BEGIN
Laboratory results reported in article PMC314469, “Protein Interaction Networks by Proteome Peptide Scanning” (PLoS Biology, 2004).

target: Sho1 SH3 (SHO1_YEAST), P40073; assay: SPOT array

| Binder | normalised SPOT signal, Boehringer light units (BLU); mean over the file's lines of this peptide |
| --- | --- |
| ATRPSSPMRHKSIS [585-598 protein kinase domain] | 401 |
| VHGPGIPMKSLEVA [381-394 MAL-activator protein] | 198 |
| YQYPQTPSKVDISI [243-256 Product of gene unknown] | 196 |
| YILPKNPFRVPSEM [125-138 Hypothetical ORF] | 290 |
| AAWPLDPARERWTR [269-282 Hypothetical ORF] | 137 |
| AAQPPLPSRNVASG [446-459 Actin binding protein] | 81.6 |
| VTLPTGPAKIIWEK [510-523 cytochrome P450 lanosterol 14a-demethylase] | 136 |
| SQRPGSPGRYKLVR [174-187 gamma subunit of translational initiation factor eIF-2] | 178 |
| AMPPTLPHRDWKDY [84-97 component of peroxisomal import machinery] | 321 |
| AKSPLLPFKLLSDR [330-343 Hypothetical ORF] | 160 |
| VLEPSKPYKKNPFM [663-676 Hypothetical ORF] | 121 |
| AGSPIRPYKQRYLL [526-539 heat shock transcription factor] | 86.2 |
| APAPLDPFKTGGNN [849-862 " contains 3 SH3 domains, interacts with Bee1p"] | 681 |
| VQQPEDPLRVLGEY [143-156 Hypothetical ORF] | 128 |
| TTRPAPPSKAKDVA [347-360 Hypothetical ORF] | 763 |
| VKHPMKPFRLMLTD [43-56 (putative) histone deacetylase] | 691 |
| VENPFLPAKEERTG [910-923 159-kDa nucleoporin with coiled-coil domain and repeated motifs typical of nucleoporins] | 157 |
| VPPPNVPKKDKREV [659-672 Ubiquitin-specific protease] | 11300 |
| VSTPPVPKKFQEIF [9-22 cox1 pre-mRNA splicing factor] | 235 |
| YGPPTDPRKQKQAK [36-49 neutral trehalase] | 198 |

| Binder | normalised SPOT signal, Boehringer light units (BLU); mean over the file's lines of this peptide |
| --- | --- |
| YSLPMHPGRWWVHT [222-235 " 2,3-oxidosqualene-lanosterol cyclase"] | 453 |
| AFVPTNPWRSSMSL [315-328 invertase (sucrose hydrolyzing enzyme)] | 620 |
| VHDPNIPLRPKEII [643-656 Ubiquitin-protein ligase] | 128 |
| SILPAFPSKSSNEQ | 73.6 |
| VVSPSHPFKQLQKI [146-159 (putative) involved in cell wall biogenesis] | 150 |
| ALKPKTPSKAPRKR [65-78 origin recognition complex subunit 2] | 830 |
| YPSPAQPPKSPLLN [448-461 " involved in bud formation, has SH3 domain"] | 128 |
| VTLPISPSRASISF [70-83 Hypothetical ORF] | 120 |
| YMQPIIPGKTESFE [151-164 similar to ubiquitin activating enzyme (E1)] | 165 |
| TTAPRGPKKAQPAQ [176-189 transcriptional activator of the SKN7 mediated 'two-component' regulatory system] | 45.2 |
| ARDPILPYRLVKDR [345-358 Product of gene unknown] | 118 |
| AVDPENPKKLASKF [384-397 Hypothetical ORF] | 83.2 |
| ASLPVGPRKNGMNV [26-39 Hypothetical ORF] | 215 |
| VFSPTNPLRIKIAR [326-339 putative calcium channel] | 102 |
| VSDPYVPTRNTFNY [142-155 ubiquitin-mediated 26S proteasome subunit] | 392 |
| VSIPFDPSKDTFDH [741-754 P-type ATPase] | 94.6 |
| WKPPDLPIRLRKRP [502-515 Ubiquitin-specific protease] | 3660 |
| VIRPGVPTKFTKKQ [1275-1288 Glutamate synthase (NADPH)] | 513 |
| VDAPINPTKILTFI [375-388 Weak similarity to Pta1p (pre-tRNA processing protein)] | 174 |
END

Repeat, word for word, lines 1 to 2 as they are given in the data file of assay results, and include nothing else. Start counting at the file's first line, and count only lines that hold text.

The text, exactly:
Laboratory results reported in article PMC314469, “Protein Interaction Networks by Proteome Peptide Scanning” (PLoS Biology, 2004).

target: Sho1 SH3 (SHO1_YEAST), P40073; assay: SPOT array